“Do not ye yet understand, that whatsoever entereth in at the mouth goeth into the belly, and is cast out into the draught?
But those things which proceed out of the mouth come forth from the heart; and they defile the man.” Matthew 15:17-18

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It’s Not About Us

“Pure and genuine religion in the sight of God the Father means caring for orphans and widows in their distress and refusing to let the world corrupt you.” James 1:27

I remember when I first read the above bible verse. It was as if the words jumped up from off the page and hit me in the face.

These words went deep into my heart, never to be forgotten.

My heart has always been for the children; the poor, the hungry, the oppressed, the abused, the neglected and the orphans.

This was even before I had children of my own.

My husband remembered my sponsoring children from Compassion International when he first met me.

My desire has been and will always be to help in some small way and make a difference to children in need.

But honestly, I can’t do it alone. I realize that no matter how much I try to help, it isn’t enough.

Recently, a sweet sister in the Lord who lives in Pakistan reached out to me. She is a young girl who has dedicated her life to feed orphans in the town where she lives. The need is so great there and the money she receives unfortunately doesn’t suffice.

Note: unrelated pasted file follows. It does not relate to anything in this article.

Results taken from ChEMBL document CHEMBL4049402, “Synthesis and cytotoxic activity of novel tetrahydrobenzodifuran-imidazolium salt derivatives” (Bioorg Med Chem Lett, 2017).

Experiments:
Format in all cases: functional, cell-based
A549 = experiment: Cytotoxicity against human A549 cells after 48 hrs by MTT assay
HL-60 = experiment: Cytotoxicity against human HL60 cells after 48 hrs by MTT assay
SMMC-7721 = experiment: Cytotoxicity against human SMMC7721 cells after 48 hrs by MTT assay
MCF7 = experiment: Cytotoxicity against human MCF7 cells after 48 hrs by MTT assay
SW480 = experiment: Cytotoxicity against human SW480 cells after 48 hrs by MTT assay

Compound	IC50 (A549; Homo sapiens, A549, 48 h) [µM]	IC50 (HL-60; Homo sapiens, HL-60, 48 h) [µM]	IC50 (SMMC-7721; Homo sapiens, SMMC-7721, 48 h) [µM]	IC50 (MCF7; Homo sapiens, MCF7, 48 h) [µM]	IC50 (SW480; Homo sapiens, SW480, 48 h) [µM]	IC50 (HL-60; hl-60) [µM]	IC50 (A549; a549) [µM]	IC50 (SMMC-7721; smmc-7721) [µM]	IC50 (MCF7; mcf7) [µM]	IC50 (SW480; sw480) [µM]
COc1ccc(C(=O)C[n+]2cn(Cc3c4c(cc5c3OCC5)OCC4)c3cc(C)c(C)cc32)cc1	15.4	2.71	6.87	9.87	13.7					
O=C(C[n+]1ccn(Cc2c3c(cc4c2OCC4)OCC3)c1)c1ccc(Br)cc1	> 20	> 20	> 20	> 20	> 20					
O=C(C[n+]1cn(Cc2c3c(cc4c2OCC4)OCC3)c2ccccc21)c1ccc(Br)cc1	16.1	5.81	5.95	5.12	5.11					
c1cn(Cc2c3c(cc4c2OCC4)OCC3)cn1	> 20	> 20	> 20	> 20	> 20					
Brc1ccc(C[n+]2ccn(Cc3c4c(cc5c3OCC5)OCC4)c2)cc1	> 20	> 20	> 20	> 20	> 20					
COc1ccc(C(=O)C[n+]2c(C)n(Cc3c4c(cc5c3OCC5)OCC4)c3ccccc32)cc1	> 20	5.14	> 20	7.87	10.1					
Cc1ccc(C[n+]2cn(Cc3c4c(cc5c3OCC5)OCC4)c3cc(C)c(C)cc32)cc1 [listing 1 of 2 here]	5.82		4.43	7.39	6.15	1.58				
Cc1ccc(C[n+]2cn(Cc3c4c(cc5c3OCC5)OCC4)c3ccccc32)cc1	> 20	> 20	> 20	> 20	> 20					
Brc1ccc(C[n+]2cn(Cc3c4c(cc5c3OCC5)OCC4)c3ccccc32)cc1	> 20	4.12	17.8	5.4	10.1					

I am troubled by this. I am troubled by the fact there are children who are hungry and have no family.

I personally give to the capacity I am able, but again, it’s not enough.

This grieves me and I find myself crying out to God for help.

The burden is great.

Recently, I watched a movie by Tyler Perry called “Good Deeds”. I am happy it had a Hollywood ending, but the entire time I watched, I suffered. There was this one character who was a struggling single mother.  She was evicted from her apartment in the worst way. She became homeless overnight and had to live in her car with her young daughter. It was a sad situation and it broke my heart.

I know there are countless women in the USA alone in dire straits, trying to make ends meet to feed and care for their children or are homeless and living in shelters.

The needs are great.

Which is why I became a Compassion International blogger, because I want to make a difference somehow and in some way to help children around the world.